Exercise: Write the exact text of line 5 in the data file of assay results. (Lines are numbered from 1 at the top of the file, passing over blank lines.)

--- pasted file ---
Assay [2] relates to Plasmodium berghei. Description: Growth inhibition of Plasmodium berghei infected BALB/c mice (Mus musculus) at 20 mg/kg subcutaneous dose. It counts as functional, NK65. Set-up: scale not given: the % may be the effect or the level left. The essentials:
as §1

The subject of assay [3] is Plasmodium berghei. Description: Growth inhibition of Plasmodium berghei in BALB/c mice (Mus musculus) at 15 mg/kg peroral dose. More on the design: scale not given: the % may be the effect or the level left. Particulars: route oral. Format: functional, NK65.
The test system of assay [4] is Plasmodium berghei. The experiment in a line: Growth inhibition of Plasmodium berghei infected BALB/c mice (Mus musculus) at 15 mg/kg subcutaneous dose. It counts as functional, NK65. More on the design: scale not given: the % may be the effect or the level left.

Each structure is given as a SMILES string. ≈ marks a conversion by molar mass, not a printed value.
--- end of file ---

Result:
Each structure is given as a SMILES string. ≈ marks a conversion by molar mass, not a printed value.